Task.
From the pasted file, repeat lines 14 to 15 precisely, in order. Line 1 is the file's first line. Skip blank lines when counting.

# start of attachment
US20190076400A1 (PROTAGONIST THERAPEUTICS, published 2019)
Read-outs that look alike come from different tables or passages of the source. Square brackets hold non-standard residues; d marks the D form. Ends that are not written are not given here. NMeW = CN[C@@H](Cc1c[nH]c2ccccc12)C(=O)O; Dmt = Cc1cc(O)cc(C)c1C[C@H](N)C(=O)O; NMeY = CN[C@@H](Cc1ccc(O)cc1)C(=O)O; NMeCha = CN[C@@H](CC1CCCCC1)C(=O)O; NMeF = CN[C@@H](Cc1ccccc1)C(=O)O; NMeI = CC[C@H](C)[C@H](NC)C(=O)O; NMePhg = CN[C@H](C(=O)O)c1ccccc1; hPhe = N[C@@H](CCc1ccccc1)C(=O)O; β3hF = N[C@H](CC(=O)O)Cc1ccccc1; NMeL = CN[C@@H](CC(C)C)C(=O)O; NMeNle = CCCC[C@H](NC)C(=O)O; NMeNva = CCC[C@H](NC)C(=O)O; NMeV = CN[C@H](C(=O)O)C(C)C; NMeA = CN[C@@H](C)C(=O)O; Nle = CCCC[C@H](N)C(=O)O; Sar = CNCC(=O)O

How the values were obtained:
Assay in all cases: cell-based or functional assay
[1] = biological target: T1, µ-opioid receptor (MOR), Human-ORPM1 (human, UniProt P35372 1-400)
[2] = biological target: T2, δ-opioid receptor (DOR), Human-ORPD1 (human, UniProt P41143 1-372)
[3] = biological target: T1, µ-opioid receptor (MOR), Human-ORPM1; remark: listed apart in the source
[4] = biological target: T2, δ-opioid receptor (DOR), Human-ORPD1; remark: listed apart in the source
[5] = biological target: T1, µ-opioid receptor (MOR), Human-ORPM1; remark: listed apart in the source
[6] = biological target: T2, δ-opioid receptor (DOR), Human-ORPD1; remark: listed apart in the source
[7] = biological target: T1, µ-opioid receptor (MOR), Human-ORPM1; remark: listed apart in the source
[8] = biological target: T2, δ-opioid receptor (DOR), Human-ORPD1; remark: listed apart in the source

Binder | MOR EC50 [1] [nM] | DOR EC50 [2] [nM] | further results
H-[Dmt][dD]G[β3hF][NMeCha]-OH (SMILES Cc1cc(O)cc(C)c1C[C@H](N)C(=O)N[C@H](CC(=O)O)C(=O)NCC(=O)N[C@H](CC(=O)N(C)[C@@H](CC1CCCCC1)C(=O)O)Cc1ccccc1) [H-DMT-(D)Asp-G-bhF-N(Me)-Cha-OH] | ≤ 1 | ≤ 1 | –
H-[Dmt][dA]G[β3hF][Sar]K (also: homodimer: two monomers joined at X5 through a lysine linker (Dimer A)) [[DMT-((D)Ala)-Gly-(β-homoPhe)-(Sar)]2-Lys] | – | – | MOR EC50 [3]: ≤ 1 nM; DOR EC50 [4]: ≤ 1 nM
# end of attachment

H-[Dmt][dD]G[β3hF][NMeCha]-OH (SMILES Cc1cc(O)cc(C)c1C[C@H](N)C(=O)N[C@H](CC(=O)O)C(=O)NCC(=O)N[C@H](CC(=O)N(C)[C@@H](CC1CCCCC1)C(=O)O)Cc1ccccc1) [H-DMT-(D)Asp-G-bhF-N(Me)-Cha-OH] | ≤ 1 | ≤ 1 | –
H-[Dmt][dA]G[β3hF][Sar]K (also: homodimer: two monomers joined at X5 through a lysine linker (Dimer A)) [[DMT-((D)Ala)-Gly-(β-homoPhe)-(Sar)]2-Lys] | – | – | MOR EC50 [3]: ≤ 1 nM; DOR EC50 [4]: ≤ 1 nM